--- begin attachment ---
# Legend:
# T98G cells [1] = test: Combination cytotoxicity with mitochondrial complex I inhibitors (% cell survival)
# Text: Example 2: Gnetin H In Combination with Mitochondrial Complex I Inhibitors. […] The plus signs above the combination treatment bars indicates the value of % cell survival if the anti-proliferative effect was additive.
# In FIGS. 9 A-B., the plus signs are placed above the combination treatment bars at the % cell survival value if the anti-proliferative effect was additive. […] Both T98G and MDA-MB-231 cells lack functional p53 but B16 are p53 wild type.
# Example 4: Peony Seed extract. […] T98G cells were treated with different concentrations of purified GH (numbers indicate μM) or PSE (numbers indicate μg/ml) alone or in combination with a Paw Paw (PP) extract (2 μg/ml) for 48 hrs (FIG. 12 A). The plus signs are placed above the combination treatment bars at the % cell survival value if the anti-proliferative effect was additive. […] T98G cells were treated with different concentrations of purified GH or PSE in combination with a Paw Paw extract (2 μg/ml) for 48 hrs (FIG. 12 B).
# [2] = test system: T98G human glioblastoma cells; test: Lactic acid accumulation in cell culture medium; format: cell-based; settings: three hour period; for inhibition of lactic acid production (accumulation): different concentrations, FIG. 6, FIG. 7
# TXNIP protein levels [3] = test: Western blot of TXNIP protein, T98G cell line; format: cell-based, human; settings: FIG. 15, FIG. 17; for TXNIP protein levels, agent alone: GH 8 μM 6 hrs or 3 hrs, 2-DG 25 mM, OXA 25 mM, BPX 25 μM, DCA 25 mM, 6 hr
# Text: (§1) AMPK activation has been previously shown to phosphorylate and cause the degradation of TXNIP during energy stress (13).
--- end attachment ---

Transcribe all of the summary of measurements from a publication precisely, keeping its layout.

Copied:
# Legend:
# T98G cells [1] = test: Combination cytotoxicity with mitochondrial complex I inhibitors (% cell survival)
# Text: Example 2: Gnetin H In Combination with Mitochondrial Complex I Inhibitors. […] The plus signs above the combination treatment bars indicates the value of % cell survival if the anti-proliferative effect was additive.
# In FIGS. 9 A-B., the plus signs are placed above the combination treatment bars at the % cell survival value if the anti-proliferative effect was additive. […] Both T98G and MDA-MB-231 cells lack functional p53 but B16 are p53 wild type.
# Example 4: Peony Seed extract. […] T98G cells were treated with different concentrations of purified GH (numbers indicate μM) or PSE (numbers indicate μg/ml) alone or in combination with a Paw Paw (PP) extract (2 μg/ml) for 48 hrs (FIG. 12 A). The plus signs are placed above the combination treatment bars at the % cell survival value if the anti-proliferative effect was additive. […] T98G cells were treated with different concentrations of purified GH or PSE in combination with a Paw Paw extract (2 μg/ml) for 48 hrs (FIG. 12 B).
# [2] = test system: T98G human glioblastoma cells; test: Lactic acid accumulation in cell culture medium; format: cell-based; settings: three hour period; for inhibition of lactic acid production (accumulation): different concentrations, FIG. 6, FIG. 7
# TXNIP protein levels [3] = test: Western blot of TXNIP protein, T98G cell line; format: cell-based, human; settings: FIG. 15, FIG. 17; for TXNIP protein levels, agent alone: GH 8 μM 6 hrs or 3 hrs, 2-DG 25 mM, OXA 25 mM, BPX 25 μM, DCA 25 mM, 6 hr
# Text: (§1) AMPK activation has been previously shown to phosphorylate and cause the degradation of TXNIP during energy stress (13).